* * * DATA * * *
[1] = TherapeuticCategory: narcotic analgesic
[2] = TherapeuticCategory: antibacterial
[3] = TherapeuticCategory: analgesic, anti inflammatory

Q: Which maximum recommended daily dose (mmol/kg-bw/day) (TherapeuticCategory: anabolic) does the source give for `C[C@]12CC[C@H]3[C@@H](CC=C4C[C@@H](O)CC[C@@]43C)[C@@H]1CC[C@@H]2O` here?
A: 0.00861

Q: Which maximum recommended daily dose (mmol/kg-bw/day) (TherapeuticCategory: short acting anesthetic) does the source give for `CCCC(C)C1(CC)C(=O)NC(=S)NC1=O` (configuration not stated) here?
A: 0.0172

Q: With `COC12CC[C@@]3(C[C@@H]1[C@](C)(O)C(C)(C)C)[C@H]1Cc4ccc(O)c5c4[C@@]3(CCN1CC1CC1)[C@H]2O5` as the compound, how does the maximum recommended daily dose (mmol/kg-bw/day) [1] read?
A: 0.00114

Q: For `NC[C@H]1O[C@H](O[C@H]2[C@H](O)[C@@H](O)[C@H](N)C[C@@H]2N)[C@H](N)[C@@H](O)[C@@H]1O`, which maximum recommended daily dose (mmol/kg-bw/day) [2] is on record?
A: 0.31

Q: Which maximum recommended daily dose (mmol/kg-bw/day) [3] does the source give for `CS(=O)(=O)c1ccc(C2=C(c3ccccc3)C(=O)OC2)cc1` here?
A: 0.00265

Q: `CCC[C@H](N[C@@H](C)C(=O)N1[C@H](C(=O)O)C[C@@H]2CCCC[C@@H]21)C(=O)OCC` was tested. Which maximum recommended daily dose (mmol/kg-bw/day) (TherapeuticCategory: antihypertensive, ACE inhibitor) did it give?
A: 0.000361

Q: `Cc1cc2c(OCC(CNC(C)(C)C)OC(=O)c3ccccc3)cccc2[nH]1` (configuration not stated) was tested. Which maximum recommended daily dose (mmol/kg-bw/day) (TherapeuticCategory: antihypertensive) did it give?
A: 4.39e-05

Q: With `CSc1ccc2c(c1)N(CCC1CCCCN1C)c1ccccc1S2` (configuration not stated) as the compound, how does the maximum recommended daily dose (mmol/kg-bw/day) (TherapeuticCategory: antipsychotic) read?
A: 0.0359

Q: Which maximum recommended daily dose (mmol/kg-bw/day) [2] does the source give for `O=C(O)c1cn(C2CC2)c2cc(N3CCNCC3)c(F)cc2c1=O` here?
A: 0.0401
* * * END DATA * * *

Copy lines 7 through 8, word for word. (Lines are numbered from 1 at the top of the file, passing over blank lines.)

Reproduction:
A: 0.0172

Q: With `COC12CC[C@@]3(C[C@@H]1[C@](C)(O)C(C)(C)C)[C@H]1Cc4ccc(O)c5c4[C@@]3(CCN1CC1CC1)[C@H]2O5` as the compound, how does the maximum recommended daily dose (mmol/kg-bw/day) [1] read?